Oh, I was in Chicago this weekend. Amazingly, the sun actually shines there. I got to see it just before hypothermia set in. (The wind off the lake felt like 20 degrees.) I’ve gotta tell ya: I love the Windy City. I was born there and raised on the Southside. It’s a terrific place with great people. That said, in spite of all this wet weather, I’d much rather swim than freeze.

Today, during the 10 am newscast, I’ll be doing a live shot from the clock tower at the San Jose Museum of Art. They’re trying to rebuild the top part that was destroyed during the 1906 quake. Look for me: I’ll be standing on the tiny ledge way up there outside the face of the clock. It should be a good time.

Bob Redell
NBC11 Reporter

What Happened to Spring?

April 11, 2006

Laura Garcia Cannon “What happened to spring?” A viewer asked me the other day as I was running some errands inside a Bay Area mall on an outdoor rainy day. It made me think of the change of the seasons – literally, that we’ve all been experiencing here in the Bay Area. Our WeatherPlus Meteorologist Shannon O’Donnell has told us we’ve broken rain records in the past month of March, and right now, April is looking about the same. Where did spring go? Will it make an appearance, or will we go barreling into the foggy summers of San Francisco or heat in the East and South Bay?

I’m a believer that life is what you make of it, have lemons? Make lemonade! The hillsides are green and lush, my garden is finally taking shape thanks to a few breaks of sun when I can run outside, till the soil, doing a little digging and planting just in time to let Mother Nature do the watering! I’d be remiss however, not to mention all the people in the Bay Area who’ve become victims of the storms; countless accidents, roads closed, homes left teetering on hillsides. We had a story in our newscast about a San Anselmo man who had to sit back and watch the demolition of his childhood home because it’s too dangerous to let it stand anymore. It’s teetering on a hillside, threatening to come crashing down because of lack of support from the sliding land below. Lifelong memories gone in an instant. I guess it’s a lesson for all of us to be prepared, be thankful for what we have when we have it, because in an instant everything can change. I wish those well who’ve had to really deal with the effects of the storms… it’s a little reminder to those of us who complain about ‘another rainy day’ that maybe life isn’t that bad.

Laura Garcia Cannon
NBC11 Anchor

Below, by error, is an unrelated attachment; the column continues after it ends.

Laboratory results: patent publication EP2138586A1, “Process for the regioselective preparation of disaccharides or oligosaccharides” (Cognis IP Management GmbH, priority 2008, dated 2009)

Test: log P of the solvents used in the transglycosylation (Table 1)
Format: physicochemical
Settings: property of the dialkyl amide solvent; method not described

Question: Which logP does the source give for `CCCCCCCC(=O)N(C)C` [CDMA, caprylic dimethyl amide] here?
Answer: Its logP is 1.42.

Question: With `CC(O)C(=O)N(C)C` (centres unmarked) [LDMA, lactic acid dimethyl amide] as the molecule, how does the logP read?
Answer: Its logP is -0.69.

Echoes From The Past

April 9, 2006

John Peck
“History is a guide to navigation in perilous times. History is who we are and why we are the way we are.”
– David C. McCullough

A quick note of introduction – I am a morning show producer here at NBC11; one of the many people behind the scenes who work to bring you the news you need to know as you start your day.

We’re gearing up for next week’s 100th anniversary of the Great Quake. At 5:12am on April 18th, 1906 the Bay Area was forever transformed. As we look back at this profound moment in history, we have an opportunity and responsibility to look at the lessons learned and whether we’re prepared for the next Great Quake.

It’s hard to grasp the immense power of the 1906 earthquake. Scientists at USGS estimate it registered a magnitude of around 7.7 to 7.9. They say it was like 30 Loma Prieta earthquakes striking simultaneously from north of Santa Rosa to south of San Jose.

Are we ready for the next one? We’ll probably never be able to say we’re completely ready. But, there’s a lot we can do to prepare. Today, our reporter Christie Smith showed us the challenges facing hospitals as they gear up for the next big one. Many are struggling to meet a 2008 deadline to prove they are seismically safe, and there is serious concern about whether they will be able to function after a quake.

In the next week, we’ll take you around the bay for a look at how other services you count on could be impacted by a quake. We’ll look back at what we’ve learned since 1906 and how you can protect your family.

All our coverage will culminate with a very special broadcast next Tuesday morning, April 18th. Please join us as we bring you live coverage of the commemoration of the Great Quake of 1906. We are planning a morning newscast with features and coverage that you won’t see anywhere else.

And that night at 7pm, don’t miss the special broadcast of NBC11’s “Echoes From The Past: The 1906 Earthquake.” The hour long documentary will provide a unique look back at that day in history 100 years ago. If you can’t wait to see it, you can find out how to download a podcast of the broadcast before it airs… plus, find an entire interactive experience about the quake by clicking here.

John Peck
NBC11 Producer

How Lucky Are WE?!

April 7, 2006

Mike InouyeThe other day we told you about a young man named Wayne Hester from Georgia. He is battling Osteosarcoma (a form of bone cancer) and is in the Bay Area thanks to the “Make a Wish Foundation.”

For those of you who’ve not heard of this organization, their mission is stated as:

“We grant the wishes of children with life-threatening medical conditions to enrich the human experience with hope, strength, and joy.”

Wayne’s wish?

…to see the Golden Gate Bridge.

Over the course of any given morning, I may show our live camera on that bridge four or five times. Weather permitting, Chopper 11 may show us the bridge from a few other angles. Thousands of commuters grudgingly pass over it en route to or from work every day.

We complain about the delays over that bridge, the fog around that bridge, the rain and snow on and near that bridge. We’ve probably even complained about them all on the same day. (Remember last month?)

Wayne’s wish is simply to see this bridge.

How lucky are WE?!

We can see this bridge every day. It’s not just the Golden Gate Bridge, though.

It’s the breathtaking beauty of the Marin Headlands from southbound 101.

It’s the other-worldly windmill farms thru the Altamont Pass.

It’s the view of the traditionally eclectic San Francisco skyline from the Eastshore Freeway.

Just something to think about the next time you’re grumbling about being stuck in traffic.

Mike Inouye
NBC11 Traffic Anchor